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Fact Sheets: Instructions for Authors

NYS IPM fact sheets generally are written by Cornell University faculty or staff who are affiliated with Cornell Cooperative Extension. The fact sheet contents are then delivered to the NYSIPM Program's graphic designer, who will compose the fact sheet using the NYSIPM fact sheet template. The template includes the NYSIPM logo and the CCE logo in the header, and "Copyright Cornell University and the IPM Program" in the footer (see this example). All fact sheets are constructed to Cornell's Accessibility Standards, and are published in our eCommons Publications Collection. Authors are expected to identify their own sources of funding for photos, artwork, and scanning. We encourage the following process:

  1. Plan your publication. For help in planning and developing your fact sheet, refer to NYS IPM Fact Sheet Planning Questions.

  2. Contact the IPM Program. Send the title (and, if possible, an outline) to the appropriate IPM coordinator:

    1. Juliet Carroll, Fruit

    2. Elizabeth Lamb, Ornamental Crops

    3. Jody Gangloff-Kaufmann, Community

    4. Abby Seaman, Vegetables

    5. Kenneth Wise, Livestock & Field Crops

    6. Bryan Brown, Weeds

    7. Amara Dunn, Biocontrol

    8. Dan Olmstead, NEWA

  3. Fact Sheet Text. Write in a simple, straightforward style, in paragraphs that are two to three sentences in length. For guidance on writing to your audience’s reading level, consider readability information from the Center for Plain Language. Several word processors also have built-in formulas.

    1. Format. Fact sheets on diseases and insects traditionally include the sections below. IPM fact sheets on vertebrate pests, weeds, slugs, and disorders should include comparable sections.

      • Fact sheets on plant diseases: Introduction; Symptoms and Signs; Disease Cycle; Conditions for Infection; Management; a black and white disease cycle illustration

      • Fact sheets on arthropod pests: Introduction; Adults; Eggs; Larvae; Pupae; Damage; Monitoring; Management; a black and white life stages illustration (to scale)

    2. Edit. Use other IPM fact sheets as a guide for scientific style. (See also the Chicago Manual of Style or the CBE Manual for Authors, Editors, and Publishers)

    3. Review. Have your fact sheet reviewed by at least two independent reviewers. Our preference is two to four peers and/or stakeholders.

    4. Photos & Illustrations. Scan at 300 ppi; save as tiff, png, or hi-res jpg images. Number figures sequentially (in the image file names, not the images themselves). Send digital photo and illustration files via email to the IPM graphic designer. Credits will be placed adjacent to the photos and illustrations.

    5. Links. Authors and IPM coordinators are encouraged to develop or identify additional photos, videos, sound files, PowerPoint presentations, Word, PDFs, html documents, or other supporting material that can be linked to text in the fact sheet. Indicate the position of any links with blue text or highlighting and provide the URLs.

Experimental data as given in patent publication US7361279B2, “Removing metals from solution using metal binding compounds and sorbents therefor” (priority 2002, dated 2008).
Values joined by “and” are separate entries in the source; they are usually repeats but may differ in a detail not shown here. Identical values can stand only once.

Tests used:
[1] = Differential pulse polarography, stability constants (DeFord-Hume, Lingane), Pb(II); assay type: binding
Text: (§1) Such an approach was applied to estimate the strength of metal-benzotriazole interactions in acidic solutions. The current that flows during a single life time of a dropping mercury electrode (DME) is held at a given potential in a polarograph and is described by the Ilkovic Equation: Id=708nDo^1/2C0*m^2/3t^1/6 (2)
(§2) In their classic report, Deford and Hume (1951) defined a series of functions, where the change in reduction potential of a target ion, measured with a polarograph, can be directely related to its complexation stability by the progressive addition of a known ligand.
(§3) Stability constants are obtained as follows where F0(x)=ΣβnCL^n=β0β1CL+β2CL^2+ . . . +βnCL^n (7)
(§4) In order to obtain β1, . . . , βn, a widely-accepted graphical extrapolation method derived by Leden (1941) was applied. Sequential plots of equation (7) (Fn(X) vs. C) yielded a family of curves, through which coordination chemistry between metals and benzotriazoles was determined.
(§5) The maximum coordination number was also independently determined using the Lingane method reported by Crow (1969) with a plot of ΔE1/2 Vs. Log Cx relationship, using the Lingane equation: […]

6. See the NYSIPM Checklist for Text

  4. Provide ALT text for images. Cornell University is committed to making all documents accessible to disabled persons, and in our publications, we do this by providing descriptions that can be read by screen readers.

    1. General information including ALT text for ordinary images
      1. Everything you need to know to write effective alt text
      2. Creating Accessible Documents in Microsoft Office This course shows how to make accessible Office documents in Word, PowerPoint, and Excel; only 25 minutes long. At least, view Introduction, and Sections 1-3 (only 11 minutes)
      3. Social Security Administration Guide: Alternate text for images See Key Concepts, and Sections 1 & 2.
      4. Digital Accessibility @ CCE Webinar recording: Creating Accessible Word Documents
      5. Quick Tips for Writing Meaningful Alt Text Webinar – Q&A and Resources
    2. Information about including ALT text for graphs
      1. Writing image descriptions for graphs
      2. Web Accessibility Tutorials: Complex Images
      3. PennState Accessibility: Charts & Accessibility
      4. PennState Accessibility: Long Descriptions
  5. Submission and Posting. Send your fact sheet Word document (including title, author names/affiliations, key words, links & URLs, figure captions, credits, disclaimers) to the appropriate IPM coordinator for final review. The IPM webmaster will then create a draft version in pdf format (including links, figures, and captions) and prepare the fact sheet for posting. After final approval is received from the author(s) and IPM Coordinator, the IPM webmaster posts the fact sheet to the IPM website.

  6. Get the word out. Brainstorm ways to advertise your new fact sheet via social media, email lists, websites, newsletters, etc. The IPM Program will announce the new fact sheet via social media.

  7. Citing your IPM fact sheet. Citations of online publications should include the author names, year of online publication, title, publisher (NYS IPM Program, Cornell University), and the url for the fact sheet location.

Example: Turechek WW,  Carroll JE,  and Rosenberger DA. 2004. Powdery Mildew of Apple. Tree Fruit Disease Identification Sheet, NYS IPM Program, Cornell University,